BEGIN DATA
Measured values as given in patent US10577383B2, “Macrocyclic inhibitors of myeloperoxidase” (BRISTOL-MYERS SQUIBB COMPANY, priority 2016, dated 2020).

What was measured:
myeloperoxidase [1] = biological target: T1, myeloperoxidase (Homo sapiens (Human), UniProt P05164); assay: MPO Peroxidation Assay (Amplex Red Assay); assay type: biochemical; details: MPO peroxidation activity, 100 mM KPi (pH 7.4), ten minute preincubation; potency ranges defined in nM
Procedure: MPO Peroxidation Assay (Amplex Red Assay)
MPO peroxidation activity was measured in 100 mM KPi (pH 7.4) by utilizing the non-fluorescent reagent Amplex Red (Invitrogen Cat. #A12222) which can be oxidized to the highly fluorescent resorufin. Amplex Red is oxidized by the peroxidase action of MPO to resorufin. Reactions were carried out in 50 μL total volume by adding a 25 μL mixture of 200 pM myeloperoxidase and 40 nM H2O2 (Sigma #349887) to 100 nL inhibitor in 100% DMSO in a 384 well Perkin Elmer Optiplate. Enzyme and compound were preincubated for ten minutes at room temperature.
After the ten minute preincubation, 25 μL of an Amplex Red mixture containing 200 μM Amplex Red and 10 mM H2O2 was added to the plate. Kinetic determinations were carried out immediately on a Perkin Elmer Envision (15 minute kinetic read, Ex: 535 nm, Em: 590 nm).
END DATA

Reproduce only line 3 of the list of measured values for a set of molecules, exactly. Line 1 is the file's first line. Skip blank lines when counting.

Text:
myeloperoxidase [1] = biological target: T1, myeloperoxidase (Homo sapiens (Human), UniProt P05164); assay: MPO Peroxidation Assay (Amplex Red Assay); assay type: biochemical; details: MPO peroxidation activity, 100 mM KPi (pH 7.4), ten minute preincubation; potency ranges defined in nM